MST Effects on PTSD and Health Behavior: A Longitudinal Study of Marines
Jillian C. Shipherd PhD
VA Boston Healthcare System Jamaica Plain Campus, Jamaica Plain, MA
Funding Period: September 2006 - August 2010
This study investigated the associations among military sexual trauma (MST), posttraumatic stress disorder (PTSD) symptoms, health behaviors, and physical health problems in male and female Marine recruits.
Relationships between MST and respondents' functioning approximately 11 years after joining the Marines were evaluated utilizing a sample of 1847 Marine recruits as part of a prospective longitudinal study. The objectives were to 1) identify pre-military risk factors for MST; 2) evaluate MST impact on mental health, health risk behaviors, and functional health outcomes; 3) examine PTSD severity as a mediator of MST and health risk behaviors, and between MST and functional health outcomes; 4) identify risk and resilience factors that moderate the impact of MST on health outcomes; and 5) Identify risk factors for suicide.
This study is the fifth wave of data collection (T5) in a longitudinal investigation of 1847 Marines. T5 occurred approximately 10 years after recruit training. Participants were followed irrespective of whether they stayed in the military. Self-report surveys were mailed to all original participants. Of the original sample, 1265 live persons and 22 deceased were found for a location rate of 69.7%. Of the 1265 potential participants, 740 responded for a response rate of 58.5%. The participation rate (687 completed surveys of 1265 potential) was 54.3%, and the refusal rate was low at 7.2% (n = 53).
Being female predicted MST status during gender integrated military experiences. Women were 5.49 times more likely than men to have experienced MST during the Marine Corps and were 3.09 times more likely than men to have experienced MST during Reserve duty.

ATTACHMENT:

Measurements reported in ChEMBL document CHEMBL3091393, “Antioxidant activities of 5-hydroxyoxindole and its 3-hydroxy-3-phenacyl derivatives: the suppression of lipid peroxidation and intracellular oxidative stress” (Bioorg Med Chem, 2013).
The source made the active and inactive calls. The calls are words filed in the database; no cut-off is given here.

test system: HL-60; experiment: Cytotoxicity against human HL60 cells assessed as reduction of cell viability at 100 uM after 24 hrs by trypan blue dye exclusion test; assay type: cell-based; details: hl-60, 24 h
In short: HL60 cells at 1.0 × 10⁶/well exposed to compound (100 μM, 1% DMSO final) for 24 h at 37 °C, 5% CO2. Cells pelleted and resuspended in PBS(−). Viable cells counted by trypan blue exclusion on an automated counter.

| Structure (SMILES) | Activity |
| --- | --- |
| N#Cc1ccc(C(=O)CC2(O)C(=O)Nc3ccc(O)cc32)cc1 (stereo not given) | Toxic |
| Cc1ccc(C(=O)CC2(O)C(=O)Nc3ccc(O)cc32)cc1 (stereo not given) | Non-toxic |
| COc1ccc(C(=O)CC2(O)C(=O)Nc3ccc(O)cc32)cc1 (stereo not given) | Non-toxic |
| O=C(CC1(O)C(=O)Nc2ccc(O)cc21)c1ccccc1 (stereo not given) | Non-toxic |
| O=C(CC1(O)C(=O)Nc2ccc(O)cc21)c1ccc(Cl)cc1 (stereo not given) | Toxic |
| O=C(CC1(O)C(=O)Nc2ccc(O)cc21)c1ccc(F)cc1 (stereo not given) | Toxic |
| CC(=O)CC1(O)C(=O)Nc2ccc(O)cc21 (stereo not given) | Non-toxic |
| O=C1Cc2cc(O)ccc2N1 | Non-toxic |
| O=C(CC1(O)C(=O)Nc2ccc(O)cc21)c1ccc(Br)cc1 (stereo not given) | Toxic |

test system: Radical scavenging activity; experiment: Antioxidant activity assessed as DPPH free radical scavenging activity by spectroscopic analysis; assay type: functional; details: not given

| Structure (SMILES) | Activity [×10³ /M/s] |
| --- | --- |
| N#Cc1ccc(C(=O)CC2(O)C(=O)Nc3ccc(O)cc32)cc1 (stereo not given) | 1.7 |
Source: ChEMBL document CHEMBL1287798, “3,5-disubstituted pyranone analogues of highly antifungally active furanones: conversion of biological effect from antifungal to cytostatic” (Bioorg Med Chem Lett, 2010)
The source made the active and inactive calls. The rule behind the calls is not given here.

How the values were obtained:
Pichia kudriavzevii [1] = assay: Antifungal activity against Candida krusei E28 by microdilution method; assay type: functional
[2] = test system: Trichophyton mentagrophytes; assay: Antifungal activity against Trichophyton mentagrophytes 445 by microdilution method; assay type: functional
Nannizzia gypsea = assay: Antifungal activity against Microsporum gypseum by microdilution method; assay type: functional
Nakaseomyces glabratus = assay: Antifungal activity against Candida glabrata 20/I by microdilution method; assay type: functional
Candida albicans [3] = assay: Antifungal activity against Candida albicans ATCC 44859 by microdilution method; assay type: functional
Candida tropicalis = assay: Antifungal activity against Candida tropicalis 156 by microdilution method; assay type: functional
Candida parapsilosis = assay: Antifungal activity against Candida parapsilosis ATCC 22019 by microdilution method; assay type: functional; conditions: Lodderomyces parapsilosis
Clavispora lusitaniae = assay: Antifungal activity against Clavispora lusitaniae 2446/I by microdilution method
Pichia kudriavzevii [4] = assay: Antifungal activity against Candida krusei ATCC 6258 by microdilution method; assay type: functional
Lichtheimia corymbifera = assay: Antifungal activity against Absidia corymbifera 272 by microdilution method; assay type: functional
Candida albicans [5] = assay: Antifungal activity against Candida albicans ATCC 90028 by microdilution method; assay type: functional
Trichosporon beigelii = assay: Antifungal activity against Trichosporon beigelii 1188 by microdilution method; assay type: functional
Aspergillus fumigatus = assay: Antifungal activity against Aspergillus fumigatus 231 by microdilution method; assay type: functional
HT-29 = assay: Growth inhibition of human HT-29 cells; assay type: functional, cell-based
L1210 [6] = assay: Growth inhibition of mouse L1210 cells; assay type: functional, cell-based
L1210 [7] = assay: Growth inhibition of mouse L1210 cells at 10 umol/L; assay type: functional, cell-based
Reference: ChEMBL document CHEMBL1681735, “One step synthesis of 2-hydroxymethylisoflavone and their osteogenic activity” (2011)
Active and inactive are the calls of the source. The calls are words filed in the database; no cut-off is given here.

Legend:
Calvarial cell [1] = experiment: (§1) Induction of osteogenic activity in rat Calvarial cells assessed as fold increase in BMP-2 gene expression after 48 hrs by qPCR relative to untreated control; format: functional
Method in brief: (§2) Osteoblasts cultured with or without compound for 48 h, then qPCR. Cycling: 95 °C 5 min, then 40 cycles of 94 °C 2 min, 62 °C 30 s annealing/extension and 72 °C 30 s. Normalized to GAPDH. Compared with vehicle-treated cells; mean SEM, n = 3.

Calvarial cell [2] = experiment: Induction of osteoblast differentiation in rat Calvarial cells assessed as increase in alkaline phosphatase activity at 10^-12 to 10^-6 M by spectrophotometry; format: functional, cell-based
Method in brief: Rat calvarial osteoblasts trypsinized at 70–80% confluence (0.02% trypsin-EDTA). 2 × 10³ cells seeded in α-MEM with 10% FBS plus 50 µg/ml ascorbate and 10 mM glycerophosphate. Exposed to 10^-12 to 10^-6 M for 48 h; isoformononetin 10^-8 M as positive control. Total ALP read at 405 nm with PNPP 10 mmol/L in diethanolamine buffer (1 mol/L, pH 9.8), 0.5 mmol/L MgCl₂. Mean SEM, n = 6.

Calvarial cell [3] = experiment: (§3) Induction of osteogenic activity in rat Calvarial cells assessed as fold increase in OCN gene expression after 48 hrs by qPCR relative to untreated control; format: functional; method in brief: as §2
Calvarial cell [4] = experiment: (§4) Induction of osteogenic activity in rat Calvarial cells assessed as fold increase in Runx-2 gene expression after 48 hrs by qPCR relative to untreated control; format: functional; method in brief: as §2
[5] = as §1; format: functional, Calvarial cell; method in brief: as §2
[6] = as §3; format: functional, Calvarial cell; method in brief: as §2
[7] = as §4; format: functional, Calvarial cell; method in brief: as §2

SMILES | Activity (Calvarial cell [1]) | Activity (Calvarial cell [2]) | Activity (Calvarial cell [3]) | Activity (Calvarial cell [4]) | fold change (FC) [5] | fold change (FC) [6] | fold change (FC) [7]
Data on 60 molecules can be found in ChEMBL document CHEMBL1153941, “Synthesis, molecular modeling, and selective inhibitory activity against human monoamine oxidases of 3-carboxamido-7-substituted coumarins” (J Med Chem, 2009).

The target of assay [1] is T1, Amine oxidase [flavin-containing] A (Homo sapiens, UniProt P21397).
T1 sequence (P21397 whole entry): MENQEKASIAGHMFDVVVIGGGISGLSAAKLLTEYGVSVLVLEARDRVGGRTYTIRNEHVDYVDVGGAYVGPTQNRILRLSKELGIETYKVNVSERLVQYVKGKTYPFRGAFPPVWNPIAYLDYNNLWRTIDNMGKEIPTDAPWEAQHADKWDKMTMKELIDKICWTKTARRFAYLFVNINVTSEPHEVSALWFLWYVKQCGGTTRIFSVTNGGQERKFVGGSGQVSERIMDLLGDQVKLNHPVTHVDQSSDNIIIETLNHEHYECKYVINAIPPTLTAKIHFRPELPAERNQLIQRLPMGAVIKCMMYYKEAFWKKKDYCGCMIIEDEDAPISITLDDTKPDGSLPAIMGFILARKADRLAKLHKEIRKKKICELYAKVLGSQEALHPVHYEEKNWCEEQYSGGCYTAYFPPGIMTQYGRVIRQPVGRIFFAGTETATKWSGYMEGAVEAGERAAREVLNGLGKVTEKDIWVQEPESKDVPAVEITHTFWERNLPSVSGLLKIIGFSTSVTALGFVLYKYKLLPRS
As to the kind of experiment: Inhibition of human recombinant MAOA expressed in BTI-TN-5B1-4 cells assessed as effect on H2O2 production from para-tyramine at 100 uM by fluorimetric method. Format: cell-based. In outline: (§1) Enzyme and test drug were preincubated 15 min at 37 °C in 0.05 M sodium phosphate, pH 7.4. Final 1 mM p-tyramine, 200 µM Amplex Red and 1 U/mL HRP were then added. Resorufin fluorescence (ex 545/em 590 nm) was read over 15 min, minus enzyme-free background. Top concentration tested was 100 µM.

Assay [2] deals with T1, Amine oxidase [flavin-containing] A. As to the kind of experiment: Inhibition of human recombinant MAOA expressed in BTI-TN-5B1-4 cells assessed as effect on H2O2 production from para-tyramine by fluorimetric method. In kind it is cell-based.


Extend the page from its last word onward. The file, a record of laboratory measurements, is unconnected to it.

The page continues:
MST experiences during T2-T4 were associated with several health outcomes: in men, number of suicide attemps and social/leisure functioning, and in women, adequacy of sleep and binge/purging, were associated with MST.
A series of path analyses identified mediators and moderators of the relationships between MST and health outcomes and revealed different gender patterns.
Among women only, PTSD symptoms at T4 mediated the relationships between MST and later work/school, family, and social/leisure functioning. Effects of MST on outcomes were also moderated by T1 levels of PTSD in the predicted direction.
Among men, the impact of MST on later functioning was moderated by depression, PTSD symptoms, unwanted adult sexual experiences, and self-esteem at T1.
National Death Index search identified 22 deaths. Of those, 6 were suicides, 14 "possible suicides" (11 motor vehicle accidents, 2 overdoses, and 1 unspecified). Two deaths were homicides. One suicide and 3 of the possible suicides had previously endorsed MST; neither homicide had reported MST.
These data will improve our understanding of the sequelae of MST for men and women and will be informative to the VA healthcare system. Data from deceased participants add to the growing body of literature that indicate that premature deaths are high among Veteran samples.
DRA: Mental, Cognitive and Behavioral Disorders, Military and Environmental Exposures
DRE: Prevention, Treatment - Observational
Keywords: Deployment Related, Outcomes, Sexual abuse
MeSH Terms: none